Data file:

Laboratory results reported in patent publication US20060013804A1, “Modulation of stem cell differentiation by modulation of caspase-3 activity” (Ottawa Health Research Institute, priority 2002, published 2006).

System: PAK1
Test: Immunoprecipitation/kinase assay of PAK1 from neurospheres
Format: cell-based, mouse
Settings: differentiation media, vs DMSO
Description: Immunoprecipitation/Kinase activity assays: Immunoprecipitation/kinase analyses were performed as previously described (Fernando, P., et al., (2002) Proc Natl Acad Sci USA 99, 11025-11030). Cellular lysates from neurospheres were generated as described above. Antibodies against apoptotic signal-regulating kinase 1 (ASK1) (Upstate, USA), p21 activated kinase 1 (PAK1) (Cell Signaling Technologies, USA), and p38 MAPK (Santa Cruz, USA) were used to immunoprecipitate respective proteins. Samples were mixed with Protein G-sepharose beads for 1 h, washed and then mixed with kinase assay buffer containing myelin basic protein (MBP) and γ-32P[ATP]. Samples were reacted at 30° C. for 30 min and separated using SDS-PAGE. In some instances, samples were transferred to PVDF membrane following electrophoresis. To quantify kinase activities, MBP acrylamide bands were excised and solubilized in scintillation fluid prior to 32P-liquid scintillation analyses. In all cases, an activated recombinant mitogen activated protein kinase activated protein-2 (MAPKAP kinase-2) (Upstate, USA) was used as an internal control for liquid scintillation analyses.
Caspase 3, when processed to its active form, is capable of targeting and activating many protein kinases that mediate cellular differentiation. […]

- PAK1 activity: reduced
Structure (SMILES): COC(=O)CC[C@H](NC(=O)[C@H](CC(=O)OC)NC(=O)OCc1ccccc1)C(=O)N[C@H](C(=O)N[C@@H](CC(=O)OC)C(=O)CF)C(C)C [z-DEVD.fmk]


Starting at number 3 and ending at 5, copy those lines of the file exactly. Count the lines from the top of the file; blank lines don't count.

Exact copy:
Test: Immunoprecipitation/kinase assay of PAK1 from neurospheres
Format: cell-based, mouse
Settings: differentiation media, vs DMSO